154 Career Overall Rank
138 2018 Market Rank
In the final years of her life, works by Jean Baptiste commanded up to $50,000 in her solo exhibitions. Yet her reputation was poorly served by results at public auction. Her highest result was achieved at Mossgreen in August 2009 when a large (124 x 204 cm) untitled canvas sold for $15,535. In fact, only 3 works have sold for more than $10,000 at public sale. She is currently the 176th most successful Aboriginal artist at auction. This is a dramatic improvement since 2008, however, when she was listed at 248th. While 57% percent of the 42 paintings that have appeared in auction catalogues have sold, her results are weighted heavily by minor works. Given her standing in the primary market, and her age at the time of her death, Jean Baptiste Apuatimi’s position amongst the most important artists of the movement is certain to improve over time, as more major works appear for sale.
Jean Baptiste Apuatimi, or Pulukatu as her father named her, was born at Pirlangimpi (Garden Point) on Melville Island in 1940. She was just 14 years of age, and living at the convent in Nguiu (Wurrumiyanga) on Bathurst Island, when she married her late husband, Declan Apuatimi. Declan was a renowned dancer, singer and thepre-eminent Tiwi artist of his time. During their life together they raised fourteen children and, as she watched him create poles for important ceremonies, he taught her how to mix ochres and paint.
Her first works of art were included in group shows from 1991 onward, though it was not until 1997 that she became a full time artist for the Tiwi Design Aboriginal Corporation. Over time she became anexpert in various media, including printmaking.
Jean’s beautiful and personal paintingsconformed with the twin conventions of Tiwi art - moving between the figurative depiction of ceremonial objects, and body painting designs (Jilamara). Her Jilamara designs were of particular importance in her work and were both innovative and striking. Jilamarais unique to Tiwi art and culture. It typically, consists of minga and pwanga, lines and dots, which sit within other geometric shapes such as squares and triangles. A number of these unique designs were passed on to Jean by her late husband, while others demonstrated her own individual genius and the power of Tiwi art as a regenerative creative force. Mingaand pwanga can signify and express individual identities and skin groups on bodies, poles baskets and in paintings representative of ceremony.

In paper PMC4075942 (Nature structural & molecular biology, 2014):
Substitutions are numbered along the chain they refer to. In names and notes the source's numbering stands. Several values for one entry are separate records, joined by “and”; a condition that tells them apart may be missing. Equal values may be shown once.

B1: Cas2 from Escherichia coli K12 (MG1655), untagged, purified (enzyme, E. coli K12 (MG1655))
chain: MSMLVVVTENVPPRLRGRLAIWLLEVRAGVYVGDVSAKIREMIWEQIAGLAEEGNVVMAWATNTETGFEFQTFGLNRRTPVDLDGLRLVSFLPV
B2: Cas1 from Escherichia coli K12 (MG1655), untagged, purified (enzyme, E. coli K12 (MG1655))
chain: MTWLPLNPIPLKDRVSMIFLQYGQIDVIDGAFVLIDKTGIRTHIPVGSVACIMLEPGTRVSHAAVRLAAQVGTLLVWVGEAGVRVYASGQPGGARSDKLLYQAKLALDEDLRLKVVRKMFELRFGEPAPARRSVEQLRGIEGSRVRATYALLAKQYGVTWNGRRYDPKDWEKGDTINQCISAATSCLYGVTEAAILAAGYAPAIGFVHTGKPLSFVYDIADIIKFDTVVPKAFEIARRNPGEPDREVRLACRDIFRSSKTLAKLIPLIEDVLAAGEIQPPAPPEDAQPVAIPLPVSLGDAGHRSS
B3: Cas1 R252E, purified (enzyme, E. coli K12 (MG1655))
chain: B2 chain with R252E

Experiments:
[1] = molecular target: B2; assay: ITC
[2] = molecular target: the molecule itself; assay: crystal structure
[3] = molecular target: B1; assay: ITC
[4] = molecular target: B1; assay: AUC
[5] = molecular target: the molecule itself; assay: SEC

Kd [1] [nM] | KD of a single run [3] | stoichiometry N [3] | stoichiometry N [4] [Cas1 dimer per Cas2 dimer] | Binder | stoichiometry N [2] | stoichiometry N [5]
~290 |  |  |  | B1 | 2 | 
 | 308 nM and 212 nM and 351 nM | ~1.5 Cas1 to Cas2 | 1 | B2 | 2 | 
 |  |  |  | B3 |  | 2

Many of these decorative body designs date back to the time of the spirit ancestors. According to legend, they were created for the very first Pukamani (mortuary) ceremony, which was performed to mark the death of the primary Tiwi creator, Purukupali. Although ostensibly a mortuary ritual, the Pukumani is as much about rebirth and renewal, as it is about death. Amongst those that Jean Baptiste inherited from Declan, are jirtaka (sawfish) and parlini jilamara (body painting from the creation period). However, her own personal interpretation and adaptation of these saw her move away from tight formal horizontal and vertical lines to a much freer, looser composition. Her finest works were characterized by the prominence of negative space, loose composition, and the magnification of design elements, as seen in her sawfish imagery. Jean was a meticulous painter who took great care to keep her ochres pure. This ensured that they emanated the true power of this timeless Tiwi tradition.
Until her death in March 2013, Jean Baptiste Apuatimi worked at Tiwi Design art centre, surrounded by younger artists who included her daughter Maria Josette Orsto and relatives Ita Tipungwuti, Margaret Renee Kerinauia and Roslyn Ortso. Sitting with Jean, these young women learnt the importance of originality, and the expression of personality within their designs.
On first impression Jean appeared frail, even reserved. Yet this stood in stark contradiction to the power of her art, and the force with which she performed her Jarrangini (Buffalo) dance during ceremony. During her lifetime shehadmore than a dozen solo shows, and was represented in major private and public collections around the world. They included the Kluge-Ruhe Collection and National Museum of Women in the Arts in the United States of America. In 2007 she was selected to participate in the inaugural National Indigenous Art Triennial: Culture Warriors at the National Gallery of Australia, and in 2009, she exhibited to great acclaim at Rebecca Hossack Gallery, in London.
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